Leeds documentary maker returns to Caribbean home devastated by volcano

Originally posted on Repeating Islands:

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A Leeds based Documentary maker has returned to her home in Monserrat, which she fled from at the age of six, after it was devastated by a volcanic eruption, itv.com reports.

Jonnel Benjamin left the island along with her family and has lived in Leeds since.

She returned to find about the home and friends she left behind.

Her film explores how the island has moved on since the eruption in 1995, and probes into how much knew about the impending threat, and if more could have been done to help the inhabitants escape.

Click below to watch the trailer for Jonnel’s film:

For the original report go to


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Interview with Elizabeth Povinelli with Mat Coleman and Kathryn Yusoff

Originally posted on Society and Space - Environment and Planning D:

978-0-8223-5084-2_pr Society and Space Editorial Board members, Mat Coleman and Kathryn Yusoff interview Elizabeth Povinelli about her recent and future work on the question of biopolitics, the Anthropocene and neoliberalism.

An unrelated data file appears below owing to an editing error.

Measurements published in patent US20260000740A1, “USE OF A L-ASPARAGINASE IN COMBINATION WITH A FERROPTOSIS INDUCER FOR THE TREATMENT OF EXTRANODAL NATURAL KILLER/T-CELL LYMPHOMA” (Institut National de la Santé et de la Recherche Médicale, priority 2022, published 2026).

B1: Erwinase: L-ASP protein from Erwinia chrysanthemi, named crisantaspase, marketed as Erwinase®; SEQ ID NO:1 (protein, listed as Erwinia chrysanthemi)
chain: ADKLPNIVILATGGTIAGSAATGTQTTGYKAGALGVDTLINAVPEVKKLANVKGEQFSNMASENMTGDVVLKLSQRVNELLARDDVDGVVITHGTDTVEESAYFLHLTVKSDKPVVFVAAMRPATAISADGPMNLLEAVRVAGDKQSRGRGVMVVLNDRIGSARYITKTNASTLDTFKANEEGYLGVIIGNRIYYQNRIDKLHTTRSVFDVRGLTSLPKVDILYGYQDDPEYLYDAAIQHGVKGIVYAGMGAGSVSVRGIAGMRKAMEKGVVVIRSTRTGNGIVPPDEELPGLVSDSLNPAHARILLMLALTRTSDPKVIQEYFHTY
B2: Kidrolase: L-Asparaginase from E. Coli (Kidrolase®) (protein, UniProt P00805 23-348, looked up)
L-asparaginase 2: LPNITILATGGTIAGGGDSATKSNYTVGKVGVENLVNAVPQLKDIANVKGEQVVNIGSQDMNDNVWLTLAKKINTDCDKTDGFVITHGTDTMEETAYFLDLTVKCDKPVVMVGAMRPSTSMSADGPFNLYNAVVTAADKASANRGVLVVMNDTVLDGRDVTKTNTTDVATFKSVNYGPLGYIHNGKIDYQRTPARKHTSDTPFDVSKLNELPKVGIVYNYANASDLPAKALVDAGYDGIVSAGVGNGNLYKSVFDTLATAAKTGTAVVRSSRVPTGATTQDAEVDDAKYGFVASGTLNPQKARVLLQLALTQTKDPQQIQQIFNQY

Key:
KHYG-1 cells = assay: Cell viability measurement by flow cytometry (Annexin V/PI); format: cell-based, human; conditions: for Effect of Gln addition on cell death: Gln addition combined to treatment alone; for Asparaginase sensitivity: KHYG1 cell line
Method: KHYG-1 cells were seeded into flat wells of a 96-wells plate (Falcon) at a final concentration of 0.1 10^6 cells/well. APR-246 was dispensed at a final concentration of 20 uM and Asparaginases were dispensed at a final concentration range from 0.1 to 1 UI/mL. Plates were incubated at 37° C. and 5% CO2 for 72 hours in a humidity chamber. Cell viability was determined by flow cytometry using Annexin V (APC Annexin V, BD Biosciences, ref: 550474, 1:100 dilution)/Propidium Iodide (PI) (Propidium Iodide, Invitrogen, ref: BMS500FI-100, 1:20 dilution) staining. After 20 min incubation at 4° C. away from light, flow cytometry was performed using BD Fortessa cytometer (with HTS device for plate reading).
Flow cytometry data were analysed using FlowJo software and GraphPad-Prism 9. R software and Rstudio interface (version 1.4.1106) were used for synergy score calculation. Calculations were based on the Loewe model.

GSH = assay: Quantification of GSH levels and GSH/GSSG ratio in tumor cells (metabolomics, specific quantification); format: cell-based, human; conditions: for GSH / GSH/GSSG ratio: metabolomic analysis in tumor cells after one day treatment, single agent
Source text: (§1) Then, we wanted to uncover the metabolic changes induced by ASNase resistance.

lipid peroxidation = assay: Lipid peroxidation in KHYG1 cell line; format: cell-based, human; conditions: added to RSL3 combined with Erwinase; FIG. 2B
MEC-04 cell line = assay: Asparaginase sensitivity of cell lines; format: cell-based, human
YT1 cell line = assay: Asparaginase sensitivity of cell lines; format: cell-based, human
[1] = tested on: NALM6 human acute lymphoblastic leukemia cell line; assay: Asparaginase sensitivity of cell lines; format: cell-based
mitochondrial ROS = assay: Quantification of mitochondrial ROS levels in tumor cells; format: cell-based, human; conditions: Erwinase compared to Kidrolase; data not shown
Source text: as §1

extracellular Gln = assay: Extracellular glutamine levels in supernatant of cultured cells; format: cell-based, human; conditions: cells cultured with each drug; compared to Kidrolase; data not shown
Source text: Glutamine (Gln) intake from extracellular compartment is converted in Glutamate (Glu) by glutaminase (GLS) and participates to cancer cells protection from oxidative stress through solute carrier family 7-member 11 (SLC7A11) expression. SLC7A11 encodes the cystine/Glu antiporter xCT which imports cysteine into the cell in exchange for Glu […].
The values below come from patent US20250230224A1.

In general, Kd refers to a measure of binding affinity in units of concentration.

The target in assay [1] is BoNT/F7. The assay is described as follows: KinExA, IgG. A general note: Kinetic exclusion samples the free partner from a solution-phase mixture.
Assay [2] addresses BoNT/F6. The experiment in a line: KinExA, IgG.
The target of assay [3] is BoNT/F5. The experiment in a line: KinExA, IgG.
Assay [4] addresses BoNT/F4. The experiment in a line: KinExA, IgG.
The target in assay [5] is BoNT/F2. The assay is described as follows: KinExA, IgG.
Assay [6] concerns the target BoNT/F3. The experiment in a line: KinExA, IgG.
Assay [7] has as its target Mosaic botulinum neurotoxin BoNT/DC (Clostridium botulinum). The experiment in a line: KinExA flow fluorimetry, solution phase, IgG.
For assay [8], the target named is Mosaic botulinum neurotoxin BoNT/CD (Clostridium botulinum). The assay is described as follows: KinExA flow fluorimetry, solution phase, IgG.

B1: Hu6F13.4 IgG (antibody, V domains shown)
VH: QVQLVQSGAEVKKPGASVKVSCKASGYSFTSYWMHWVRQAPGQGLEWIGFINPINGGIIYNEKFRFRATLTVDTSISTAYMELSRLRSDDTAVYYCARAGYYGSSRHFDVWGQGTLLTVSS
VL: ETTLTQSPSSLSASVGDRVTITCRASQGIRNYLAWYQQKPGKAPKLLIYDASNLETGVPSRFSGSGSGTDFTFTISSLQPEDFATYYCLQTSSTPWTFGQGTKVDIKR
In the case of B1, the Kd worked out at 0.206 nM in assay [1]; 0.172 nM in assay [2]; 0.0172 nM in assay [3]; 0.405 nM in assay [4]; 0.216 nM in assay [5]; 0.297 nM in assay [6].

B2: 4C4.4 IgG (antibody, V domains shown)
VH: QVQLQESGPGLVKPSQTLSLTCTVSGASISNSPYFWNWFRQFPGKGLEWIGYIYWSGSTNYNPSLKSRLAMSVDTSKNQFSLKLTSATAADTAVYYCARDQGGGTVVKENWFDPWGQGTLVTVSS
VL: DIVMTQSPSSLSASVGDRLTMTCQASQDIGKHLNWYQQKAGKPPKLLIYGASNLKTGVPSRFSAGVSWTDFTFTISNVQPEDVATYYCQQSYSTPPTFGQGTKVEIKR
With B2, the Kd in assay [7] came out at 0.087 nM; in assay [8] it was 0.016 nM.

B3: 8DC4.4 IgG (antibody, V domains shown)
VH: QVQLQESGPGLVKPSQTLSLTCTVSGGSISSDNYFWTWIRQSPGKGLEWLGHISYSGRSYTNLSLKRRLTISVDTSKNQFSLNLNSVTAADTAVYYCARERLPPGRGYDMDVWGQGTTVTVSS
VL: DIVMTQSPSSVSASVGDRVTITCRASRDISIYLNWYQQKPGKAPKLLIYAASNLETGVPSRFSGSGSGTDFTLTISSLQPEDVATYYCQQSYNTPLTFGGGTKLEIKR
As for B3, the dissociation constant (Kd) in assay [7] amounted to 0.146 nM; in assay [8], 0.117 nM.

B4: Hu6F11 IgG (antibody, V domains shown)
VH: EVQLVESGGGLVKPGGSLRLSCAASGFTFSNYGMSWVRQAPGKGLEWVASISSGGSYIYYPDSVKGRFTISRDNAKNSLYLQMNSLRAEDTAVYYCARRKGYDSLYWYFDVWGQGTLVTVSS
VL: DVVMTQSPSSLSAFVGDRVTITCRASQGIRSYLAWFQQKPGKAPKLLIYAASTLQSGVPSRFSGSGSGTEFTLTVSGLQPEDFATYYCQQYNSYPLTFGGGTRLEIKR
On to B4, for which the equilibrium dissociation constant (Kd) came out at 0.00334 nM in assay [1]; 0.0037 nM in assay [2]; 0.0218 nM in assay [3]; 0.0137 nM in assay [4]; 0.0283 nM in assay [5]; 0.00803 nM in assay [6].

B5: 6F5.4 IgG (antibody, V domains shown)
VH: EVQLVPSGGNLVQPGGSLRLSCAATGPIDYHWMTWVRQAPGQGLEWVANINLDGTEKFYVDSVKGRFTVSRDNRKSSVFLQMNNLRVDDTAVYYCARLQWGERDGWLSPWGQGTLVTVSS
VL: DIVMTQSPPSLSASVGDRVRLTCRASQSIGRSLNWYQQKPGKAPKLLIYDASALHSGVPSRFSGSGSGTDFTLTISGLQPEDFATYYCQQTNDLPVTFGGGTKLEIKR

Elizabeth Povinelli is Franz Boas Professor of Anthropology and Gender Studies at Columbia University. Her writing has focused on developing a critical theory of late liberalism that would support an anthropology of the otherwise. Most recently, Povinelli is the author of Economies of Abandonment: Social Belonging and Endurance in Late Liberalism (Duke University Press, 2011), The Empire of Love: Toward a Theory of Intimacy, Geneology, and Carnality (Duke University Press, 2006), and she is currently working on Geontologies: Indigenous Worlds in the New Media and Late Liberalism, the third and last volume of Dwelling in Late Liberalism. In this series of monographs she is interested in the ways that liberal discourses about alternative social worlds deflect ethical and social…

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Myopic spatial politics in dominant narratives of e-waste

Originally posted on Discard Studies:

A new open access article by Josh Lepawsky in The Geographical Journal , “ The changing geography of global trade in electronic discards: time to rethink the e-waste problem ,” argues against the popular notion that e-waste travels predominantly from ‘developed’ countries to ‘undeveloped’ countries. By looking at 9400 reported trade transactions from 1996 to 2012 between 206 territories, he finds that:

[Developed] territories are predominantly trading intra-regionally, with 73–82% of total trade moving between [developed] territories. In contrast, [developing] territories are mostly trading inter-regionally: by 2012 less than one-quarter of [developing] trade moved to other [developing] territories with the rest moving to [developed] territories.